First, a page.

Among other things, the strategy, presented Tuesday, aims to prevent terrorist recruitment and to help returning fighters reintegrate into Swedish society.
Those who return from fighting with terrorist groups in Syria and elsewhere will be offered support from state institutions, voluntary organisations and religious associations.
The strategy, published by the Social Democrat-, Green Party- and Feminist Initiative-led Social Welfare Board in Stockholm, has come under fire, with critics from the centre-right opposition saying it is "watered down" and "politically correct". Critics also accuse the City of Stockholm of treating those who join IS with kid gloves.
Speaking to Radio Sweden, Rana Carlstedt - a Social Democrat member of the Social Welfare Board - said she disagrees with the criticism. "I think we've done our best to come up with a programme that combines the efforts of social services, educational services and employment services," she said. "I think we're headed down the right path."
Carlstedt said that whether returning jihadists should receive support or punishment is "up to the police". She said: "We have an entire legal system dealing with alleged crimes. If those can be proven, then the offenders should of course be punished... But the City of Stockholm has a social responsibility to prevent recruitment and of course to help citizens back to our society, unless crimes can be proven."
The Green Party’s Eva Larsson – acting commissioner of social services in Stockholm – told newspaper Svenska Dagbladet: “The aim is to get all forces for good to collaborate and to develop democracy in our society. We can never ever accept political acts that run counter to the basic rules of democracy.”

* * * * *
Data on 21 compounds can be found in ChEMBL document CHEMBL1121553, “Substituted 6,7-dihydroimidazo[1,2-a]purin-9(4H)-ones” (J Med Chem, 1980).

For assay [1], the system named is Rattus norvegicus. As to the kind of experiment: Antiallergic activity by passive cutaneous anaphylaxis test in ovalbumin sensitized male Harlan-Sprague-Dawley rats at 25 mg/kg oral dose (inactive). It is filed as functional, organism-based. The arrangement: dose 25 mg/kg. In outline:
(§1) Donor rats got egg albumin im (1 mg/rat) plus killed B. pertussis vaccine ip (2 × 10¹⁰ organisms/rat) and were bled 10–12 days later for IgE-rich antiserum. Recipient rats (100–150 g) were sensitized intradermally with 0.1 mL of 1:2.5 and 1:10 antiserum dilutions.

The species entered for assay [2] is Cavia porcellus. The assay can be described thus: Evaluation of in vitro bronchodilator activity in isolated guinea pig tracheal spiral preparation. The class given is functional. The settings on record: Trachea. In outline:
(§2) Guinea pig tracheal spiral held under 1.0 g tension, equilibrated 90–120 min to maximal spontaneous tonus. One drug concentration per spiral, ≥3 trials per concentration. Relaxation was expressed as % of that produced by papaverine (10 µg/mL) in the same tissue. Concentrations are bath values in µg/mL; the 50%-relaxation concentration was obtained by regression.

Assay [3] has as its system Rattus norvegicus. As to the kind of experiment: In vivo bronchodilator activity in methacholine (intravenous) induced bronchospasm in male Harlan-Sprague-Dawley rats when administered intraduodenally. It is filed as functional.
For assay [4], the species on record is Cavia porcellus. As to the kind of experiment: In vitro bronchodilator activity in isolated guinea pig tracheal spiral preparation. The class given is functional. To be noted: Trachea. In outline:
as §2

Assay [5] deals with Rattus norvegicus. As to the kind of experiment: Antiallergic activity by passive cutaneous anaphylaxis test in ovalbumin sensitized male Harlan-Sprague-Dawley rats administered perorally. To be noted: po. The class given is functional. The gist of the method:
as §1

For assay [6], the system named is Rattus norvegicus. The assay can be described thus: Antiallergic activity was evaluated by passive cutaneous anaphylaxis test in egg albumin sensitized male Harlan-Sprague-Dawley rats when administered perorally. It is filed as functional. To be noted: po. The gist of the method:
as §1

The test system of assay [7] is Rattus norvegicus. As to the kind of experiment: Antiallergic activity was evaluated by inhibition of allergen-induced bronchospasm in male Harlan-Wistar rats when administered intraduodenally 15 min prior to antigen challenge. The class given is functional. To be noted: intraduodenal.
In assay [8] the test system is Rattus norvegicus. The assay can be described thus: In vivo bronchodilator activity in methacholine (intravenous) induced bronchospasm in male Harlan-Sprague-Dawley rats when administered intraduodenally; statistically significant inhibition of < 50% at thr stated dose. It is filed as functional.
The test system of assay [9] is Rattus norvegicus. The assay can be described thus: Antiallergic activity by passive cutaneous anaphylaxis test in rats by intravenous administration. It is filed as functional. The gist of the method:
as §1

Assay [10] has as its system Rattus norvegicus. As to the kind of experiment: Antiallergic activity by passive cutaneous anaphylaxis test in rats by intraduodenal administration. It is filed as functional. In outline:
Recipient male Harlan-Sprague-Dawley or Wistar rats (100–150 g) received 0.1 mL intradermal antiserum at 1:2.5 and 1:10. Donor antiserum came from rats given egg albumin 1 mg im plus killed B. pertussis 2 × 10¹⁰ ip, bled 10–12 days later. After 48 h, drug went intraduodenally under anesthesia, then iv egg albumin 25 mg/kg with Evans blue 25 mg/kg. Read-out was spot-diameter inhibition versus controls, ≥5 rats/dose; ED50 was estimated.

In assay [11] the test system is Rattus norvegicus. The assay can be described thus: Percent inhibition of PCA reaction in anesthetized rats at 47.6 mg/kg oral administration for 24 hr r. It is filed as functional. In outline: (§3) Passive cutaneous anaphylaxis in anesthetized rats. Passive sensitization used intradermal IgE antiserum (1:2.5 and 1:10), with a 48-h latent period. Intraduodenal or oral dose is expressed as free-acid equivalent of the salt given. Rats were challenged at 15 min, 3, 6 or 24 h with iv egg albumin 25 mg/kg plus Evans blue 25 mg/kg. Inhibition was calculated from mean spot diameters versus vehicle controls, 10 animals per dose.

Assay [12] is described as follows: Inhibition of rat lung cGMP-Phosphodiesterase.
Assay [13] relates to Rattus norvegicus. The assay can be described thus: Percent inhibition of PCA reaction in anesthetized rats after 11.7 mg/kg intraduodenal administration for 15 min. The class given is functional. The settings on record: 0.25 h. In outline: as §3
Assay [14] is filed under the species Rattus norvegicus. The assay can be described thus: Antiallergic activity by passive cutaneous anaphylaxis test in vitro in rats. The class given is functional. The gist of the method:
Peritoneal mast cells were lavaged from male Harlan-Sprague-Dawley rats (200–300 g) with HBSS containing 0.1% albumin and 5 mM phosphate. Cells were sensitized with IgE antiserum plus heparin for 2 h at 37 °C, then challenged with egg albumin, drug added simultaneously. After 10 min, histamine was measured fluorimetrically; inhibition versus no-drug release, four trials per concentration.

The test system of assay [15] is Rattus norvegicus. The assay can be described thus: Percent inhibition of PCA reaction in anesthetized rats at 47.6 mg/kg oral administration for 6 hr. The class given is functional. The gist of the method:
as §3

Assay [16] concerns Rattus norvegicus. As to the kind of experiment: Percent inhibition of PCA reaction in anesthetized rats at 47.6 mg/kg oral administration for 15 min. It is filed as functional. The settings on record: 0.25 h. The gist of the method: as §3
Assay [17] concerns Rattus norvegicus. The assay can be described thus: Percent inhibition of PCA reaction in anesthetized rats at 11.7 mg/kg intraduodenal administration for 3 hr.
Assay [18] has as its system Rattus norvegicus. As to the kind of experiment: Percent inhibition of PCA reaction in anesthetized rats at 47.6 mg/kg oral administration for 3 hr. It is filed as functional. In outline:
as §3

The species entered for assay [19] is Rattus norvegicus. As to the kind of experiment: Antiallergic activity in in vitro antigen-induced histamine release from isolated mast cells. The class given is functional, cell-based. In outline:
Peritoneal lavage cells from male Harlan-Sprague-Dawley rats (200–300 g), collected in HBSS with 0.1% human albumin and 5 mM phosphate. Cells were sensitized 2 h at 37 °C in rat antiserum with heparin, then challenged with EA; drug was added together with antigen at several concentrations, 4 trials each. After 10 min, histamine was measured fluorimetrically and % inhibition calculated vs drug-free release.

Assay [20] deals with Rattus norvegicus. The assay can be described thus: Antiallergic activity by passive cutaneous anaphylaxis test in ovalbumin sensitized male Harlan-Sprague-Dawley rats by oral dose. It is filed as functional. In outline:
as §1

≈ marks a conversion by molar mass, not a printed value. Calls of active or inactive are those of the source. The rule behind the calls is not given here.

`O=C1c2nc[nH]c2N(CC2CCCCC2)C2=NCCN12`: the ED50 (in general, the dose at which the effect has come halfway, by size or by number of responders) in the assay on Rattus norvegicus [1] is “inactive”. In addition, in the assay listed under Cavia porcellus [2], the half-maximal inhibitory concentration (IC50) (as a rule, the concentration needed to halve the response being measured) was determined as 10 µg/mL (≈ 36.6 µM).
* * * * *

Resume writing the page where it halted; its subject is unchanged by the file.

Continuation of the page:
The idea is that different city districts and other actors should collaborate to a greater extent than they do today, including when it comes to how to deal with returning jihadists.
”They leave but they will also return. Some do come back, while some are killed,” said Larsson. “So, the social authorities must be aware of that and they must have a strategy in place. For instance, we must support the individual’s family.”
“We have a whole tool kit today that needs to be coordinated to ensure that we create a dense web for helping people so that they don’t go away and join wars or become neo-Nazis,” Larsson said.
The strategy identifies three strands of violent extremism in Sweden: the autonomous Left, white-power movements, and radical Islamism. It says any counter-terrorism effort must be "strategically developed" and that it must include a "gender perspective".
A special edition of Radio Sweden, looking at Sweden's efforts to combat radicalisation in the aftermath of the terrorist attacks in Paris and Copenhagen, is available here.